Tyler Perry conveyed the hometown love at a Thursday tribute concert celebrating the legendary Aretha Franklin.
“There’s no place in the world that knows how to send somebody home like Detroit, Michigan,” Perry told a rollicking crowd at the city’s Chene Park. “Aretha is looking down smiling.”
The film director was one of many prominent guests on a celebratory night on Detroit’s riverfront, as the Queen of Soul, who grew up in the city and called it home, was honored with a warm and vivid musical tribute. Detroit singers and dancers were showcased in an event beamed to viewers around the world via an online stream.
It was a gorgeous summer night on the eve of Franklin’s funeral, and the casual, comfy atmosphere enhanced the event’s community, family feel.
R&B great Aretha Franklin, the forever reigning Queen of Soul, seen here performing in 2017, has died at her home in Detroit at age 76 of pancreatic cancer, her niece, Sabrina Owens, confirmed to The Detroit Free Press on Aug. 16, 2018. Dimitrios Kambouris, Getty Images
Fans on hand, many of them sporting Aretha T-shirts and buttons, were the lucky 6,000: Tickets for the free concert had been snatched up in minutes when they were released on Monday.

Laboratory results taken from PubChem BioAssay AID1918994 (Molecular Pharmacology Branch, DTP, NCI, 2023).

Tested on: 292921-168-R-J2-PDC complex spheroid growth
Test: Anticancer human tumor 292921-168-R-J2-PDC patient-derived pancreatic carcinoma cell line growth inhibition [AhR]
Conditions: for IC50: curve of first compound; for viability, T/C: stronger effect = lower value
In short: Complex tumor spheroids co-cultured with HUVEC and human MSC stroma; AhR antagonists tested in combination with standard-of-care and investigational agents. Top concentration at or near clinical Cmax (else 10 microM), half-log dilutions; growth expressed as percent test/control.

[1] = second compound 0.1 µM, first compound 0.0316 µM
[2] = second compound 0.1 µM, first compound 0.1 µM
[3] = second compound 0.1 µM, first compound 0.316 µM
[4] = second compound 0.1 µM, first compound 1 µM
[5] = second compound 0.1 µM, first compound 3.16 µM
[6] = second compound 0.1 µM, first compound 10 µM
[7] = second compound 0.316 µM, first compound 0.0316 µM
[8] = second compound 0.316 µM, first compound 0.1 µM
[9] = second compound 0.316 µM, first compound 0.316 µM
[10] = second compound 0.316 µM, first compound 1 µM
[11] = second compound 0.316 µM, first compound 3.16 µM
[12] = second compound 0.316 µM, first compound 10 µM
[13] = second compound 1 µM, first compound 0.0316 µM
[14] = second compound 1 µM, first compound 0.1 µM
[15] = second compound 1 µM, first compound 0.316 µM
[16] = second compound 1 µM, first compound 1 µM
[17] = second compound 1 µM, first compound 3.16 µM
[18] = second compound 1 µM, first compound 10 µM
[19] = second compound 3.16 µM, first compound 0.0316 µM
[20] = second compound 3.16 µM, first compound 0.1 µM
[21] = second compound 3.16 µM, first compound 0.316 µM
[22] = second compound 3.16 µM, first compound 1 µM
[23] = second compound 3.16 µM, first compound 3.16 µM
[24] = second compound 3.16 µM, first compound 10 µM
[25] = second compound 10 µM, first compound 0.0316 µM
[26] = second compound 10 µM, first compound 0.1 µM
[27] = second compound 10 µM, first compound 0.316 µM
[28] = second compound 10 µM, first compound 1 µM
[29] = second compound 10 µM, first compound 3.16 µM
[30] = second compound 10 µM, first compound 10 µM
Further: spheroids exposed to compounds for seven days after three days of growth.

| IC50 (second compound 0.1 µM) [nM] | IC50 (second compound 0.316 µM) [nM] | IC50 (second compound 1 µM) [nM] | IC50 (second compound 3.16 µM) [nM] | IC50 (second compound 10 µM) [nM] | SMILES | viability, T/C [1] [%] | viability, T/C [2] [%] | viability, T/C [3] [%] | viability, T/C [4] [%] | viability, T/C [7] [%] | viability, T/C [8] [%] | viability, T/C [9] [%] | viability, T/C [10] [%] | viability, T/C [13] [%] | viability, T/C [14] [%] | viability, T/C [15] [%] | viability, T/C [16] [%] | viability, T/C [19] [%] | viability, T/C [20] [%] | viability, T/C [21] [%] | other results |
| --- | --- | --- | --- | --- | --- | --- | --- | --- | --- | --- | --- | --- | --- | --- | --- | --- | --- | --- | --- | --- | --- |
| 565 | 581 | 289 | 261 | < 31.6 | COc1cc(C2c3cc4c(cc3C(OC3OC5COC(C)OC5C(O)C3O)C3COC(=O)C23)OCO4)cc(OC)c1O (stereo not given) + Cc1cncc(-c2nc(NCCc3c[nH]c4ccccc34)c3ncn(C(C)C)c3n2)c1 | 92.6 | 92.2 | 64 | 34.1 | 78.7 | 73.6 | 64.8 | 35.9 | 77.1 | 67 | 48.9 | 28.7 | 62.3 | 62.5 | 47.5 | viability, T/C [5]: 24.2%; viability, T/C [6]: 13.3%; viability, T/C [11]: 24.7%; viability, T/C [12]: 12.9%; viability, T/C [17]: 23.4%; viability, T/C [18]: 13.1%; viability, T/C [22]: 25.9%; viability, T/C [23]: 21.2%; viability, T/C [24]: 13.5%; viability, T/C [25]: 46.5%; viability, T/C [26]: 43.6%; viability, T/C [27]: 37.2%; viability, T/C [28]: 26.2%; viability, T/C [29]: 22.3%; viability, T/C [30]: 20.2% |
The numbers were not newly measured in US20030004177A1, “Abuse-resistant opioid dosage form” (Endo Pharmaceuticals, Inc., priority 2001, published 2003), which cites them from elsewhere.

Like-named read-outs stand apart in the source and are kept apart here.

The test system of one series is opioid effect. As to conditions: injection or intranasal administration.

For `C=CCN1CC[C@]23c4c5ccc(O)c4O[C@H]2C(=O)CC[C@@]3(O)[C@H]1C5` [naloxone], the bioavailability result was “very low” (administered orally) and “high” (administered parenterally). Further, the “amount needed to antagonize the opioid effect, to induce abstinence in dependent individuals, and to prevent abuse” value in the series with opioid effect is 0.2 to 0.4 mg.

Chene Park operator Shahida Mausi called the evening a chance “to pay tribute as a people.”
Delays at the entry gates meant a half-empty amphitheater as the show kicked a half-hour behind schedule, but the venue ultimately filled up.
The show, quickly organized by the singer’s family after her Aug. 16 death, was a journey through the many musical shades of Franklin. Rod Dixon’s performance of the aria “Nessun Dorma” was followed by segments revisiting Franklin’s forays into jazz, blues and pop standards.
An Aretha Franklin fan celebrates during a Detroit tribute concert Thursday that honored the Queen of Soul.
An Aretha Franklin fan celebrates during a Detroit tribute concert Thursday that honored the Queen of Soul. (Photo: Ryan Garza, Detroit Free Press)
Dancers from Lisa McCall’s company performed a soulful interpretive number set to Franklin’s recording of “Mary Don’t You Weep.”
Performances were solid across the board, but the show picked up life as it proceeded, including a hot section of Aretha soul classics from homegrown singers such as Tasha Page-Lockhart (“I Never Loved a Man”) and Cherri Black (“Natural Woman”).